Matt Bevin, who is challenging Mitch McConnell in the Kentucky Republican primary, has made McConnell’s support in 2008 for the Troubled Asset Relief Program (TARP) a centerpiece of his insurgent campaign. It’s an understandable move on Bevin’s part. McConnell has a strong conservative voting record. Without the TARP vote, Bevin would be reduced mainly to generic complaints that McConnell is too “establishment.”
But now it turns out that Bevin, an investment fund manager at the time, also supported TARP. In addition, he supported the Federal Reserve’s decision to begin buying commercial paper issued by banks.
Politico, says it has obtained an October 28, 2008 report for investors of Veracity Funds — signed personally by Bevin as president of the fund — praising the federal government’s unprecedented intervention in the U.S. financial markets. Bevin told investors:
Most of the positive developments have been government led, such as the effective nationalization of Fannie Mae and Freddie Mac, the passage of the $700 billion TARP (don’t call it a bailout) and the Federal Reserve’s intention to invest in commercial paper. These moves should help to stabilize asset prices and help to ease liquidity constraints in the financial system.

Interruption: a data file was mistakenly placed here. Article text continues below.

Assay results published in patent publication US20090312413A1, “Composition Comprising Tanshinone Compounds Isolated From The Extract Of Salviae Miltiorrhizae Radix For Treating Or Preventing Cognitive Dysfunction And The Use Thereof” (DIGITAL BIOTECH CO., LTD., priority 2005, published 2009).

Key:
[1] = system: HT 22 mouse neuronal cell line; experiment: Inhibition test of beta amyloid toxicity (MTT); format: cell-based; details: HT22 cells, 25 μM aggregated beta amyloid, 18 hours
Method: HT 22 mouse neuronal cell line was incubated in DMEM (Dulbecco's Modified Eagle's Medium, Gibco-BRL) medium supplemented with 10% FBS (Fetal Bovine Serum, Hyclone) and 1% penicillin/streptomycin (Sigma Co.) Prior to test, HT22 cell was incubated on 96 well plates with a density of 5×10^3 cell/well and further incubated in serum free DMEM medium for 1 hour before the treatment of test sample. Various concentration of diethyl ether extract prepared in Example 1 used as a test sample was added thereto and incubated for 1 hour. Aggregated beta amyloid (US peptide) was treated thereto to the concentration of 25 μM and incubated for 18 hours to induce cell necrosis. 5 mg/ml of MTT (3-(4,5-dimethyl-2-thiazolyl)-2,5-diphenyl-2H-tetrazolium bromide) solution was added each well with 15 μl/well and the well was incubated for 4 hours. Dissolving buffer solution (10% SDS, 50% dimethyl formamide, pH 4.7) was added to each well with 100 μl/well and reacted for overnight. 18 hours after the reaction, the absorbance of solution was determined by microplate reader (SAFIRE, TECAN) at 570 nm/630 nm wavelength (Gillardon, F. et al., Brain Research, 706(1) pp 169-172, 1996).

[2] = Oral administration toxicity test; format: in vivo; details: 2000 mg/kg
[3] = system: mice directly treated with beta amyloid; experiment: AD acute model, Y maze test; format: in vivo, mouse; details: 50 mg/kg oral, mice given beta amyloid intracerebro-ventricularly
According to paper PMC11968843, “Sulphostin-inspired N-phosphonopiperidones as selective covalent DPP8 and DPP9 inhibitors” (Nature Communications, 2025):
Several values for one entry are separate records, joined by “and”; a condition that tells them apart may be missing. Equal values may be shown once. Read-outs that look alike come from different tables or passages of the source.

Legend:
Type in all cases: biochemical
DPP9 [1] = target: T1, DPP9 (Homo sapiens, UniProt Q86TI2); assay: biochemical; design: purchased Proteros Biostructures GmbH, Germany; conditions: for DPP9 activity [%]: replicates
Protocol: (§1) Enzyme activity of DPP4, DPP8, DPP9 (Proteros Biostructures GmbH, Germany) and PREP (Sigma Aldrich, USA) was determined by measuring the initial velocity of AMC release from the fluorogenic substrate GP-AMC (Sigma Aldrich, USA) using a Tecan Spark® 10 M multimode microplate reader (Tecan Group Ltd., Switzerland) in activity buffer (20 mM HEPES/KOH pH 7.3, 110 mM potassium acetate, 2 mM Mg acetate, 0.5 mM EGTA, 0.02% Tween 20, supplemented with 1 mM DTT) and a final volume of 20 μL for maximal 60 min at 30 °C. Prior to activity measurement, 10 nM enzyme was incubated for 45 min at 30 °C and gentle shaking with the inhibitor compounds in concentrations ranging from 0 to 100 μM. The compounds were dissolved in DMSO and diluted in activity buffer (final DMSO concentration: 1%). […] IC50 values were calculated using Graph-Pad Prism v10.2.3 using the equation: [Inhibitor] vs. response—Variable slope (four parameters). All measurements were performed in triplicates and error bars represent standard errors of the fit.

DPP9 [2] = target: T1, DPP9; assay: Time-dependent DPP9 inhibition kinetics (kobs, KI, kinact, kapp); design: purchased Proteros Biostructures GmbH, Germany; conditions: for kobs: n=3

Bevin also said:
The government actions to date have been reasonably swift and substantial. The Federal Reserve seems to understand the magnitude of the problem and the underlying issues involved.
It isn’t surprising that Bevin’s fund supported TARP. In the panicky days of 2008, the merits of TARP as an emergency measure seemed obvious to most in that industry. Nor have subsequent developments conclusively refuted this view.
It’s one thing for a candidate seeking Tea Party support after the fact to lambaste TARP. It was another thing for a U.S. Senator, being told by a Republican Secretary of the Treasury that the U.S. financial system would collapse without TARP, to oppose the legislation in real time. It also turns out to have been another thing, at least in Bevin’s case, for the head of an investment fund to have done so.
The broader lesson here is the importance of context. It’s easy to go picking through the voting record of someone who’s been in Congress for 20 years or more to find votes that today are deemed non-conservative. But there is little reason to assume that, in real time, the folks doing the “picking” would have gotten every vote “conservative” by today’s standards.
Bevin, it seems clear, would not have.